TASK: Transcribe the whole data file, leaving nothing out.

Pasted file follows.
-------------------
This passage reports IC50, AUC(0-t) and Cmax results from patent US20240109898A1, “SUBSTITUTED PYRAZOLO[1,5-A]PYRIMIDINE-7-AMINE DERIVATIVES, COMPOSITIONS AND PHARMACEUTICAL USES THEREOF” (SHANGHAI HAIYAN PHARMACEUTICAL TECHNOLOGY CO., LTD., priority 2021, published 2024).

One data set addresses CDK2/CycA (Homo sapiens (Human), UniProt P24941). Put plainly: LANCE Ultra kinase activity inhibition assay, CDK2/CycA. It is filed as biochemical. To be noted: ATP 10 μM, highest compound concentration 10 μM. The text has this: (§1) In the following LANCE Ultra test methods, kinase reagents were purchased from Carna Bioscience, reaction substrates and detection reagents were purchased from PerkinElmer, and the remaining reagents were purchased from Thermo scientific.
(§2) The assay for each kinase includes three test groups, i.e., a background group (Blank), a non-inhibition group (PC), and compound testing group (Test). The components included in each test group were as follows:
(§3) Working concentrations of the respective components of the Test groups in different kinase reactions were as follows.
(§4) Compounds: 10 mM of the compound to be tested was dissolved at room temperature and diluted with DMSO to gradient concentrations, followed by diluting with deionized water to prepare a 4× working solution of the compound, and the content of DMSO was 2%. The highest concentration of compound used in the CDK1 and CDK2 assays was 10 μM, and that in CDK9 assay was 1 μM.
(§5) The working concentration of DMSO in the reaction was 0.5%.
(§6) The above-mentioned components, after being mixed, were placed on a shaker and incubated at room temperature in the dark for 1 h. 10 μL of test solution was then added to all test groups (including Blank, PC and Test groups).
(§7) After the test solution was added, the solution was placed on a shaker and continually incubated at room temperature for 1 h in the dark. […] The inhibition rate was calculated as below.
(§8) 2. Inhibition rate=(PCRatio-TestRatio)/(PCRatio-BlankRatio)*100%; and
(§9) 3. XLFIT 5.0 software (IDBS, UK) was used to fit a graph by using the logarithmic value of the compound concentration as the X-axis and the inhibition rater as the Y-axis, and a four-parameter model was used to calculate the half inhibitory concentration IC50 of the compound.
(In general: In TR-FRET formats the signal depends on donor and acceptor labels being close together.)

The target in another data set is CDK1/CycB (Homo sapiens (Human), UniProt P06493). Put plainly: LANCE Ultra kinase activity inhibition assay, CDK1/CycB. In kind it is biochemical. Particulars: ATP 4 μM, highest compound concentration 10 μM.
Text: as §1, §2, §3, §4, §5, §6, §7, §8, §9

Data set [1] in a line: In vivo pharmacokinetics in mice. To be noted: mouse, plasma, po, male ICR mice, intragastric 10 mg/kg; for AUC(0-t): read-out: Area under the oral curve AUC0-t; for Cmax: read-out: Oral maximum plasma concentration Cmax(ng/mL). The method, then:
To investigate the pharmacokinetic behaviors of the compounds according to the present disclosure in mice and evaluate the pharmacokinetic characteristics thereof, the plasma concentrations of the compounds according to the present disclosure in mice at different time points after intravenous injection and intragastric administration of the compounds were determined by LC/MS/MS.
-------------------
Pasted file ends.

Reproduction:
This passage reports IC50, AUC(0-t) and Cmax results from patent US20240109898A1, “SUBSTITUTED PYRAZOLO[1,5-A]PYRIMIDINE-7-AMINE DERIVATIVES, COMPOSITIONS AND PHARMACEUTICAL USES THEREOF” (SHANGHAI HAIYAN PHARMACEUTICAL TECHNOLOGY CO., LTD., priority 2021, published 2024).

One data set addresses CDK2/CycA (Homo sapiens (Human), UniProt P24941). Put plainly: LANCE Ultra kinase activity inhibition assay, CDK2/CycA. It is filed as biochemical. To be noted: ATP 10 μM, highest compound concentration 10 μM. The text has this: (§1) In the following LANCE Ultra test methods, kinase reagents were purchased from Carna Bioscience, reaction substrates and detection reagents were purchased from PerkinElmer, and the remaining reagents were purchased from Thermo scientific.
(§2) The assay for each kinase includes three test groups, i.e., a background group (Blank), a non-inhibition group (PC), and compound testing group (Test). The components included in each test group were as follows:
(§3) Working concentrations of the respective components of the Test groups in different kinase reactions were as follows.
(§4) Compounds: 10 mM of the compound to be tested was dissolved at room temperature and diluted with DMSO to gradient concentrations, followed by diluting with deionized water to prepare a 4× working solution of the compound, and the content of DMSO was 2%. The highest concentration of compound used in the CDK1 and CDK2 assays was 10 μM, and that in CDK9 assay was 1 μM.
(§5) The working concentration of DMSO in the reaction was 0.5%.
(§6) The above-mentioned components, after being mixed, were placed on a shaker and incubated at room temperature in the dark for 1 h. 10 μL of test solution was then added to all test groups (including Blank, PC and Test groups).
(§7) After the test solution was added, the solution was placed on a shaker and continually incubated at room temperature for 1 h in the dark. […] The inhibition rate was calculated as below.
(§8) 2. Inhibition rate=(PCRatio-TestRatio)/(PCRatio-BlankRatio)*100%; and
(§9) 3. XLFIT 5.0 software (IDBS, UK) was used to fit a graph by using the logarithmic value of the compound concentration as the X-axis and the inhibition rater as the Y-axis, and a four-parameter model was used to calculate the half inhibitory concentration IC50 of the compound.
(In general: In TR-FRET formats the signal depends on donor and acceptor labels being close together.)

The target in another data set is CDK1/CycB (Homo sapiens (Human), UniProt P06493). Put plainly: LANCE Ultra kinase activity inhibition assay, CDK1/CycB. In kind it is biochemical. Particulars: ATP 4 μM, highest compound concentration 10 μM.
Text: as §1, §2, §3, §4, §5, §6, §7, §8, §9

Data set [1] in a line: In vivo pharmacokinetics in mice. To be noted: mouse, plasma, po, male ICR mice, intragastric 10 mg/kg; for AUC(0-t): read-out: Area under the oral curve AUC0-t; for Cmax: read-out: Oral maximum plasma concentration Cmax(ng/mL). The method, then:
To investigate the pharmacokinetic behaviors of the compounds according to the present disclosure in mice and evaluate the pharmacokinetic characteristics thereof, the plasma concentrations of the compounds according to the present disclosure in mice at different time points after intravenous injection and intragastric administration of the compounds were determined by LC/MS/MS.